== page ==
Mossie and Wizz – as they were known in the paddock – formed a successful duo for seven years. The two women had the courage to compete in a male-dominated sport – and they brought about fundamental changes, too. The younger sister of Formula 1 driver Stirling Moss, Pat Moss also won the Sestriere Rally in Italy in 1968, achieved a podium finish in numerous other international competitions and was crowned European Ladies’ Rally Champion five times. Ann Wisdom is considered the first professional woman co-driver in the history of rallying. As successful sportswomen in their own right, the two viewed their courageous foray into a male-dominated domain with typical British understatement. “We didn’t see ourselves as pioneers back then,” said Ann Wisdom years later. “We were just entering a rally.”
Pat Moss and Ann Wisdom paved the way for an extraordinary career for the classic Mini. In 1964, 1965 and 1967, the British small car secured outright victory in the Monte Carlo Rally. Decades later, MINI became the dominant brand in the world’s toughest endurance rally, achieving overall victory in the Dakar Rally four times in a row from 2012 to 2015. Two more overall victories followed in 2020 and 2021.
It is the International Women’s Day on March 8, and what date is more proper to announce the Best Car of the Year, chosen by the Women’s World Car of the Year jury. The overall winner in the six categories the jury established is the Peugeot 308, already the winner in its category Urban Model.
The winners in this year’s six categories represent excellence in their segments based on safety, driving, comfort, technology, design, efficiency, impact on the environment and value for money.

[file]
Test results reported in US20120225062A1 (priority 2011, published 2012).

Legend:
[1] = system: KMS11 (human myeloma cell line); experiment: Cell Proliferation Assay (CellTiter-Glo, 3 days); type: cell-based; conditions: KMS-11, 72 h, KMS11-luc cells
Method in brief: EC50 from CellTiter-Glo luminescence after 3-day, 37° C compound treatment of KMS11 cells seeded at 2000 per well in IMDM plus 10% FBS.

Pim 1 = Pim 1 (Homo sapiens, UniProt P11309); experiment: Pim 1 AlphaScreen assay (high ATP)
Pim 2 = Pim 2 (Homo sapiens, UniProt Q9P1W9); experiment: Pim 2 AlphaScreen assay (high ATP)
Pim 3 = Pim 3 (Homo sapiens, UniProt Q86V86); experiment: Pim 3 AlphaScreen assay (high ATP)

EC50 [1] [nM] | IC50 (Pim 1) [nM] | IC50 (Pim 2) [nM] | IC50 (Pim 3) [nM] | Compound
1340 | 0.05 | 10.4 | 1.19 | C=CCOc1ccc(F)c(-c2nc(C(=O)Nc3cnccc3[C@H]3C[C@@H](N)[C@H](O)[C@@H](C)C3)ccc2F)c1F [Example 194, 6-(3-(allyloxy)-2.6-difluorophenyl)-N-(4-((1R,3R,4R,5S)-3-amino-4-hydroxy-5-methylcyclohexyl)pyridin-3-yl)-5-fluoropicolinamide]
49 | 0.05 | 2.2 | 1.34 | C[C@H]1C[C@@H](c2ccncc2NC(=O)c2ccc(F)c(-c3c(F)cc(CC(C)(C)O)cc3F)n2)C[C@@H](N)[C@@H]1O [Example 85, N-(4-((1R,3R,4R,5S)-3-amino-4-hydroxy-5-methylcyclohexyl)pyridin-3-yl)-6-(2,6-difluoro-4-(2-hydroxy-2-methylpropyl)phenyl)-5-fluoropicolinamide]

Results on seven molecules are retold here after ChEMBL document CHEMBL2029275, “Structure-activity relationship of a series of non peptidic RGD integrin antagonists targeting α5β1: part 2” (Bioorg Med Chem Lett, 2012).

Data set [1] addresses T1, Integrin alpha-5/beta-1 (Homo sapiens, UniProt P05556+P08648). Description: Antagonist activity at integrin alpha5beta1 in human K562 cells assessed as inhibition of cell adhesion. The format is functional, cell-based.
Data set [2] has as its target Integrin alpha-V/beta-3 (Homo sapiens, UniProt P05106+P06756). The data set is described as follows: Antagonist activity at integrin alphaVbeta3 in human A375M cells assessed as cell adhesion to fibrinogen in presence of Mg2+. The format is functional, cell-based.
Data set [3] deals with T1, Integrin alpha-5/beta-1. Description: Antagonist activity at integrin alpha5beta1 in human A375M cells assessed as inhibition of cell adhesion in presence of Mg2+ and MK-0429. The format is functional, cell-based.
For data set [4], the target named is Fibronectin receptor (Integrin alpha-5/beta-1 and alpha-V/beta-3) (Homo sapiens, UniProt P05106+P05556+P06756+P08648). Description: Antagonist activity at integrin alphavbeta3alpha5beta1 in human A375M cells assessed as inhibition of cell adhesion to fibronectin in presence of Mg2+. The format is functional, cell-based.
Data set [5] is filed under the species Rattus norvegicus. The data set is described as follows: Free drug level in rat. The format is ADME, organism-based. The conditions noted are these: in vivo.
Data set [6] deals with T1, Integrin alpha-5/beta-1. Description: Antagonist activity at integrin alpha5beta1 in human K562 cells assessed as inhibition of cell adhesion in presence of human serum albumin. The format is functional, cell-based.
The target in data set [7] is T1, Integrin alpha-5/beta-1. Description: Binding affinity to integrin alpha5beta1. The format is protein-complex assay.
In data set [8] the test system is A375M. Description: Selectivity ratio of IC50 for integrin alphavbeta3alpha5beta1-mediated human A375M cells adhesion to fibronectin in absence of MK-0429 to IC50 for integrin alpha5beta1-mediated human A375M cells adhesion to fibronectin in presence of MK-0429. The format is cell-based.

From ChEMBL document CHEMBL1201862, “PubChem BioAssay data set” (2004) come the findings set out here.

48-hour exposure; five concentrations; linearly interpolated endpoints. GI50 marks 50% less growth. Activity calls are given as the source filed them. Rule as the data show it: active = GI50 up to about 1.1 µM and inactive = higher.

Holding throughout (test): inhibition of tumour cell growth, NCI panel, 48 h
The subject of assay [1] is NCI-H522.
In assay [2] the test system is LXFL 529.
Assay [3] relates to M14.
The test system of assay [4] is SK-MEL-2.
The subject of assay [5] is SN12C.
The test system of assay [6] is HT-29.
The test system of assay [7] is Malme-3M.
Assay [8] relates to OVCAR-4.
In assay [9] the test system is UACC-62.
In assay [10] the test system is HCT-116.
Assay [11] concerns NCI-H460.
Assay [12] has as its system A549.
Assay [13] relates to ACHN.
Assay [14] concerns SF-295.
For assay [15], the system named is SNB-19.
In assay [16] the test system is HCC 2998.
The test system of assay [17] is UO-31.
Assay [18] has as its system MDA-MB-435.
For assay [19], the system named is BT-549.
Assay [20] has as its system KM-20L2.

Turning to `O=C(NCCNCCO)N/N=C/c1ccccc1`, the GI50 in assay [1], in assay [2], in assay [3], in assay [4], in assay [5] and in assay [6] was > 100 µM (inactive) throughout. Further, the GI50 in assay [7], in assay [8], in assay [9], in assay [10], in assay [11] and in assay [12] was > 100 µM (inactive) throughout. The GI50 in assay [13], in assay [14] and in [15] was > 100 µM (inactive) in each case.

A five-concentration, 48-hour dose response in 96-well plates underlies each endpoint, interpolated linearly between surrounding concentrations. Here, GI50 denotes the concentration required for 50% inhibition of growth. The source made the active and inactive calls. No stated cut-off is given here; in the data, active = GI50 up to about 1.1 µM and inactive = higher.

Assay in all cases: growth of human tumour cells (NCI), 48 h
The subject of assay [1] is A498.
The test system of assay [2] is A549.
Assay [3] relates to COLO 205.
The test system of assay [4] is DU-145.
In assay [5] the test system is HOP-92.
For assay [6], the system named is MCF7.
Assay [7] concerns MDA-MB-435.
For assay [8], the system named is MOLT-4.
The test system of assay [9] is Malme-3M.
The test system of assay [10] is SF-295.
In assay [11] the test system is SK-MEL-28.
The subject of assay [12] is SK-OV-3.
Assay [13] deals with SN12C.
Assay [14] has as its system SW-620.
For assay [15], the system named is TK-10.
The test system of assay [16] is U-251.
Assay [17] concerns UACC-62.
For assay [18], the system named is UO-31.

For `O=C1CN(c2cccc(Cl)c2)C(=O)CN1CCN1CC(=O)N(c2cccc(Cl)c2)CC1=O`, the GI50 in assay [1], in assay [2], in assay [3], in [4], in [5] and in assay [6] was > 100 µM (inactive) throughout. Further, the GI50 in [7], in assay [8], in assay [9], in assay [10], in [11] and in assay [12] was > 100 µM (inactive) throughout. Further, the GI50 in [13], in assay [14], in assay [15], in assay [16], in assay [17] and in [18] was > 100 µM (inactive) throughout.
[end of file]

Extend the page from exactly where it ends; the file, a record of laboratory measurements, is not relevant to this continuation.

This is the twelfth year for WWCOTY, a team of fifty-six motoring journalists from 40 countries spanning five continents. It is the only jury in the automotive industry comprised exclusively of women. For our country Belgium, our colleague Sabrina Parant is a jury member. See also their interesting website womensworldcoty.com
In this first round of voting, sixty-five candidates were in the running for the Women’s World Car of the Year awards. All of them were launched between January 1 and December 31, 2021.
Despite the challenges of living and working during a global pandemic, jurors made an extra effort to get behind the wheel of these vehicles to evaluate them.
Some jury members had the following comments on their choice of the overall winning car:
“The Peugeot 308 is an automobile that offers just about everything you could want in a car. It drives very well and it’s hard to believe there’s only a 1.2-litre engine under the bonnet of most versions,” Sandy Myhre, New Zealand.
“It is a car in which the driver feels very comfortable. It offers a very pleasant atmosphere inside,” Mélina Priam, France.
“The most important thing for me is that it has a good mid-range performance and that its automatic gearbox is very smooth,” Hoa Hguyen, Vietnam.
“The 308 is not content with simply maintaining and consolidating its success, but is committed to surpassing itself, and it succeeds in doing so,” Jimena Olazar, Argentina.